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At what age should one be baptised?

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  • At what age should one be baptised?

    I was looking for some clarification on this subject. It is my understanding that children do not need to be baptised at an early age, and that as adults we need to be. So we can be born again and forgive our sins.

  • #2
    Well, since every example that I can recall from the NT has baptism as adults or IMO mature enough to understand what sin is and what the meaning of repentance is. Cornelius, his family and friends received the Baptism of the Holy Spirit prior to their water baptism but this just shows us that its is the saving Grace of Jesus and belief in Jesus that saves us, not the baptism. It's the Gospel that saves us:

    Romans 10:13-17

    13for, "Everyone who calls on the name of the Lord will be saved."[a]
    14How, then, can they call on the one they have not believed in? And how can they believe in the one of whom they have not heard? And how can they hear without someone preaching to them? 15And how can they preach unless they are sent? As it is written, "How beautiful are the feet of those who bring good news!"[b]
    16But not all the Israelites accepted the good news. For Isaiah says, "Lord, who has believed our message?"[c] 17Consequently, faith comes from hearing the message, and the message is heard through the word of Christ.

    Another great example for me was the story of the jailer in Acts 16. In these scriptures we see that Paul and his friend are taken from the jail to this jailers home and the two preach to the family and then they are all baptized after hearing the Word of God. I look at this in black and white and even though the scripture says "family" some may assume infants were involved... I don't assume but take it word for word.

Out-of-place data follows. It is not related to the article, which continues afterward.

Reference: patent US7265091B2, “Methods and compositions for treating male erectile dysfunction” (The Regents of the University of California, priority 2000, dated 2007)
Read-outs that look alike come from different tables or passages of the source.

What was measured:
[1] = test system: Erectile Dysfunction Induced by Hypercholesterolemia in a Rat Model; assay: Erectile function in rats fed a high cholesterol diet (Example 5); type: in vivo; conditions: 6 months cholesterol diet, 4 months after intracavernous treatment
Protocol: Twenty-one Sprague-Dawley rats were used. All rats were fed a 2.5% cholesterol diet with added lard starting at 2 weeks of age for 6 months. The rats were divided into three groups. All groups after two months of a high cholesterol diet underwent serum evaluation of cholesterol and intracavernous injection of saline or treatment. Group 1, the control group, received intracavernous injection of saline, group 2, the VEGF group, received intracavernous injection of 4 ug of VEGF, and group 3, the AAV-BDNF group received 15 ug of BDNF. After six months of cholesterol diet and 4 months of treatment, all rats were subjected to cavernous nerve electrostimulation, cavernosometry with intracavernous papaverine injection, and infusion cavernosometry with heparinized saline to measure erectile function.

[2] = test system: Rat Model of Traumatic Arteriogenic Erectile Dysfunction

Acts 16:29-34

    29The jailer called for lights, rushed in and fell trembling before Paul and Silas. 30He then brought them out and asked, "Sirs, what must I do to be saved?"
    31They replied, "Believe in the Lord Jesus, and you will be saved—you and your household." 32Then they spoke the word of the Lord to him and to all the others in his house. 33At that hour of the night the jailer took them and washed their wounds; then immediately he and all his family were baptized. 34The jailer brought them into his house and set a meal before them; he was filled with joy because he had come to believe in God—he and his whole family.

    In your question you state about being baptized to be born again, it's the other way around. You are born again once you "understand" what faith is, how God's Grace saves you, and you have given yourself to God in your belief of Jesus Christ as your savior...and then in your act of obedience to this... you get baptized.

    An infant can't do any of this. At what age can the Gospel be comprehended by a child... I don't know.
    Slug1--out

    ~"In the turmoil of any chaos, all it takes is that whisper that is heard like thunder over all the noise and the chaos seems to go away, focus returns and we are comforted in knowing that God has listened to our cry for help."~

    Comment


    • #3
      Infant baptism
      Groups that practice baptism of infants baptize not only infants but also adults who have come to faith in Christ. One of the arguments proposed in favor of baptizing infants is that entire households were baptized in New Testament times (Acts 16:15, 33). Certainly such households or families must have included children. Consequently, groups who hold this position believe this practice should be extended to the present day.
      A second argument cited is Jesus’ treatment of children. Jesus commanded the disciples to bring the children to Him. When they did so, He blessed them (Mark 10:13–16). Because of this example from Jesus, it would seem inconsistent to deny baptism to children today.